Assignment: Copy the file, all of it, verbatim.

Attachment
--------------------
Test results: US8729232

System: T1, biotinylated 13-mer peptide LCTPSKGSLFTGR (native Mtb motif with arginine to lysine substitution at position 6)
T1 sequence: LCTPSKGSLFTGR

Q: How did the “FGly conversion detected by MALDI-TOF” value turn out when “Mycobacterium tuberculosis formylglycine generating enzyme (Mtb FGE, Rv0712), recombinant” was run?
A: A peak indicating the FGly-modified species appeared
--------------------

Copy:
Test results: US8729232

System: T1, biotinylated 13-mer peptide LCTPSKGSLFTGR (native Mtb motif with arginine to lysine substitution at position 6)
T1 sequence: LCTPSKGSLFTGR

Q: How did the “FGly conversion detected by MALDI-TOF” value turn out when “Mycobacterium tuberculosis formylglycine generating enzyme (Mtb FGE, Rv0712), recombinant” was run?
A: A peak indicating the FGly-modified species appeared